That meant that the ‘confidence threshold’ for the program was set at 80 percent.
So, when the program scanned through the photos looking for people who ‘matched’ with the legislators, the system counted matches who had a ‘similarity score’ of 80 percent or more.
Amazon, as a business, uses that same percentage when matching an employee’s face with the ID on their work badges.
However, Amazon recommended to law enforcement agencies that if they use the Amazon Rekognition software, they should use a higher ‘confidence threshold,’ 95 percent, to reduce the likelihood of accidental matches.
Civil liberties groups and technology experts have viewed facial recognition software as a source of no small amount of consternation in recent years.
Proponents say that it can be useful for identifying criminals, such as when police used it to identify the shooter at the Capital Gazette in Maryland.
However, some groups concerned with civil liberties believe that it could be abused and inhibit the ability of people to live their lives ‘anonymously.’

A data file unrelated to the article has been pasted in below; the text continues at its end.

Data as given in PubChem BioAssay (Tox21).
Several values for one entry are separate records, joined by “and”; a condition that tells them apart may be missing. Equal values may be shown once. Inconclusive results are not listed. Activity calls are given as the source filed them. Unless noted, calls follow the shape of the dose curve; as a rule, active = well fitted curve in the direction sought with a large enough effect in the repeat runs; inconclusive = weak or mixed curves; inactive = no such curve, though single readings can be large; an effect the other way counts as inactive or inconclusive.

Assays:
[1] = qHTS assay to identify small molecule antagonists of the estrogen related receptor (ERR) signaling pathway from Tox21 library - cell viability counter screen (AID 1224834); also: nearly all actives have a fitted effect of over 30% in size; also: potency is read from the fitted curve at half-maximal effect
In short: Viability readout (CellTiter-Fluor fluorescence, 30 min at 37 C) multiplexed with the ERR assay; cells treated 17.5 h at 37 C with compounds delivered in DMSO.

Just this month, Microsoft said that the technology was too risky, and called on Congress to regulate it and provide some amount of government oversight.
Since late May, Amazon has increasingly come under pressure for selling their Rekognition software to law enforcement organizations. Two dozen civil rights groups, led by the ACLU, wrote a letter to Bezos, demanding that the company stop selling the technology to police.
They warned that the technology could be used to track protesters, illegal aliens, or other members of the public.
According to Matt Wood, general manager of artificial intelligence at Amazon Web Services, there have been no reports of the technology being misused.
The Congressional Black Caucus also wrote a letter to Amazon suggesting that the company should spend more time and effort on “properly calibrating” their recognition to account for racial bias.
Whatever demands people may place on Amazon, the reality is that technology moves ever forward, rarely backward. While it may improve as market and competition force it to, the fear of abuse of the product will always be a concern.